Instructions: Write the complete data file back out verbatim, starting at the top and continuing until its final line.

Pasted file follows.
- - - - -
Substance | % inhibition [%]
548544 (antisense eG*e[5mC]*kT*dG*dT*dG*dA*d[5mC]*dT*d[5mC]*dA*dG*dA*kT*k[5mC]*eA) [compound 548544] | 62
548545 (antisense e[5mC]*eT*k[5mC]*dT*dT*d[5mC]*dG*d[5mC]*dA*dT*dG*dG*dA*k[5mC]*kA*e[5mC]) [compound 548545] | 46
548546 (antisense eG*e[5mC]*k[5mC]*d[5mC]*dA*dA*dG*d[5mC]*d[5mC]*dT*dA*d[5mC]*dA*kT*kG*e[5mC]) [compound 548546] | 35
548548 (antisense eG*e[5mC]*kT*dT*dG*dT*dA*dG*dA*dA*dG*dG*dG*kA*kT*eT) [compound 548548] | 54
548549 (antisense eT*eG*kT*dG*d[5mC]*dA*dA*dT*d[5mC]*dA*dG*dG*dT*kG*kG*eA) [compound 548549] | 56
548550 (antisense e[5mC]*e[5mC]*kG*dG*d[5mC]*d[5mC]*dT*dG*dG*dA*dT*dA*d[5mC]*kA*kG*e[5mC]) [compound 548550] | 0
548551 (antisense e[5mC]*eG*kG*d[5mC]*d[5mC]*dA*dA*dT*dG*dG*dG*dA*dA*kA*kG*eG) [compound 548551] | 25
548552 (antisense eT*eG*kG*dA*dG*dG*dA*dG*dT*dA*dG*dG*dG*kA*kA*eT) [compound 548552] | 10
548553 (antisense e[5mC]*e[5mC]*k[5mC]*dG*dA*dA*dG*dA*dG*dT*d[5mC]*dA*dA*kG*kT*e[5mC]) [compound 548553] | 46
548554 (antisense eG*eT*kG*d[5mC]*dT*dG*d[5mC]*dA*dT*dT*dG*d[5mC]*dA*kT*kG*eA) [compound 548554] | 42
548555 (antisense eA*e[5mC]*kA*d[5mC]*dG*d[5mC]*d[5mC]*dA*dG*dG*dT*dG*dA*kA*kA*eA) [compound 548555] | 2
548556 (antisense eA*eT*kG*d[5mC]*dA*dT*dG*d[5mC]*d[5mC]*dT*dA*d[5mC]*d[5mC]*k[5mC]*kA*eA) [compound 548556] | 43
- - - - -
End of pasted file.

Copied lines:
Substance | % inhibition [%]
548544 (antisense eG*e[5mC]*kT*dG*dT*dG*dA*d[5mC]*dT*d[5mC]*dA*dG*dA*kT*k[5mC]*eA) [compound 548544] | 62
548545 (antisense e[5mC]*eT*k[5mC]*dT*dT*d[5mC]*dG*d[5mC]*dA*dT*dG*dG*dA*k[5mC]*kA*e[5mC]) [compound 548545] | 46
548546 (antisense eG*e[5mC]*k[5mC]*d[5mC]*dA*dA*dG*d[5mC]*d[5mC]*dT*dA*d[5mC]*dA*kT*kG*e[5mC]) [compound 548546] | 35
548548 (antisense eG*e[5mC]*kT*dT*dG*dT*dA*dG*dA*dA*dG*dG*dG*kA*kT*eT) [compound 548548] | 54
548549 (antisense eT*eG*kT*dG*d[5mC]*dA*dA*dT*d[5mC]*dA*dG*dG*dT*kG*kG*eA) [compound 548549] | 56
548550 (antisense e[5mC]*e[5mC]*kG*dG*d[5mC]*d[5mC]*dT*dG*dG*dA*dT*dA*d[5mC]*kA*kG*e[5mC]) [compound 548550] | 0
548551 (antisense e[5mC]*eG*kG*d[5mC]*d[5mC]*dA*dA*dT*dG*dG*dG*dA*dA*kA*kG*eG) [compound 548551] | 25
548552 (antisense eT*eG*kG*dA*dG*dG*dA*dG*dT*dA*dG*dG*dG*kA*kA*eT) [compound 548552] | 10
548553 (antisense e[5mC]*e[5mC]*k[5mC]*dG*dA*dA*dG*dA*dG*dT*d[5mC]*dA*dA*kG*kT*e[5mC]) [compound 548553] | 46
548554 (antisense eG*eT*kG*d[5mC]*dT*dG*d[5mC]*dA*dT*dT*dG*d[5mC]*dA*kT*kG*eA) [compound 548554] | 42
548555 (antisense eA*e[5mC]*kA*d[5mC]*dG*d[5mC]*d[5mC]*dA*dG*dG*dT*dG*dA*kA*kA*eA) [compound 548555] | 2
548556 (antisense eA*eT*kG*d[5mC]*dA*dT*dG*d[5mC]*d[5mC]*dT*dA*d[5mC]*d[5mC]*k[5mC]*kA*eA) [compound 548556] | 43